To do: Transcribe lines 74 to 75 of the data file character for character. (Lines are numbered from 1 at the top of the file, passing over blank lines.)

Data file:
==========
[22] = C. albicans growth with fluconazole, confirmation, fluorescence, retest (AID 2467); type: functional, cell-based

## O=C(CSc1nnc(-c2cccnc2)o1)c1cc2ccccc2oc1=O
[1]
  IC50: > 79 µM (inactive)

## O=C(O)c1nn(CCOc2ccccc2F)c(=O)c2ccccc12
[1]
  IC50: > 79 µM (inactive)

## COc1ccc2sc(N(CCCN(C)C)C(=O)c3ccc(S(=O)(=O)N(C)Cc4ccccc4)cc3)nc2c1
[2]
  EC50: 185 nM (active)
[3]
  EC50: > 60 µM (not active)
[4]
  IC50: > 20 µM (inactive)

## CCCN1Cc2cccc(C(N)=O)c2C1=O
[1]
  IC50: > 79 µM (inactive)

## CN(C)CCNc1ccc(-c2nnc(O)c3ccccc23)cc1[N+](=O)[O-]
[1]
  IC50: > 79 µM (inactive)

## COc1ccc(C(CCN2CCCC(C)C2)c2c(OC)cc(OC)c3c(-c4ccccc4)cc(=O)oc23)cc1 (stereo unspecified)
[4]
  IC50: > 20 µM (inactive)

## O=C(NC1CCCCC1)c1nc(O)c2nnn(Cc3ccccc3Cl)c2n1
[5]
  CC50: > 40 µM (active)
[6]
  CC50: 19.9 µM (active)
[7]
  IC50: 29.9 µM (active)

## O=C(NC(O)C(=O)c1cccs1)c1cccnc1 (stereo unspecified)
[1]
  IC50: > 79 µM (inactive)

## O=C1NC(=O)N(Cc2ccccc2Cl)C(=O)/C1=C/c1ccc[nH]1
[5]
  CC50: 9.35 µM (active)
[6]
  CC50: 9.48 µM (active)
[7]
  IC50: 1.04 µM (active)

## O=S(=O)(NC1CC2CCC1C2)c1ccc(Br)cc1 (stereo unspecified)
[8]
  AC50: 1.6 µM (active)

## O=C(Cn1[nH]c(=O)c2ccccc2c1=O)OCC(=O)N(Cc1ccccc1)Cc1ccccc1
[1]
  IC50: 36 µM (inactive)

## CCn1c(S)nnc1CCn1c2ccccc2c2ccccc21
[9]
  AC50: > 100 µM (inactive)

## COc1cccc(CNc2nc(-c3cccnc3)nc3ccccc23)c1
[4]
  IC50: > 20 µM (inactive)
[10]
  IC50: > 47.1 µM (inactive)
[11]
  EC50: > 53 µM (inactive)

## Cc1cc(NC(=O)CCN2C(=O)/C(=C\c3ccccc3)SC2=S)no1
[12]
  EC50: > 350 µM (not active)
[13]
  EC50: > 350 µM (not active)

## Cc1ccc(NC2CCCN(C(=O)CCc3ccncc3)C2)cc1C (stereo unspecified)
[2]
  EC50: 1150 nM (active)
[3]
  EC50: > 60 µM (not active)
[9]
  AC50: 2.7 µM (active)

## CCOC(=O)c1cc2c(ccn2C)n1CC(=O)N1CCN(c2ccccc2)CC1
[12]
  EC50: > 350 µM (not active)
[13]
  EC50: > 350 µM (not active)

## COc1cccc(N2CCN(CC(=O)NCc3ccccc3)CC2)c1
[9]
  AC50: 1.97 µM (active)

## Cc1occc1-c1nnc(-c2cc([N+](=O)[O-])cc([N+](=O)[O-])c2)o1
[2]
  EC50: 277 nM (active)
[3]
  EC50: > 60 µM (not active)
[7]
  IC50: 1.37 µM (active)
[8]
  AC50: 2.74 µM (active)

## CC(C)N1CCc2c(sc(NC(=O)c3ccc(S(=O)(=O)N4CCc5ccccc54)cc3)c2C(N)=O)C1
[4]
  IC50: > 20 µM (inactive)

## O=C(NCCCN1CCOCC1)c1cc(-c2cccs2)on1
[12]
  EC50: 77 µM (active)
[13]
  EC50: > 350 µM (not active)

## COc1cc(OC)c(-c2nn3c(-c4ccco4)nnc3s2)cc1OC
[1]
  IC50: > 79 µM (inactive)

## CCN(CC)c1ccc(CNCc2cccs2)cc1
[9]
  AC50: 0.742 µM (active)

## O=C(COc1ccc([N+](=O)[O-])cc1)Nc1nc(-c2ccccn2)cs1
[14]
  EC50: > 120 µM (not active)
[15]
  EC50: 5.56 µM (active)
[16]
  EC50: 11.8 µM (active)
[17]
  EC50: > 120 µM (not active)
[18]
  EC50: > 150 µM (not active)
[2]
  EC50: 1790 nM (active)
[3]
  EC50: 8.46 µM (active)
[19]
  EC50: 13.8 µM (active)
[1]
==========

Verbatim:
## COc1cccc(N2CCN(CC(=O)NCc3ccccc3)CC2)c1
[9]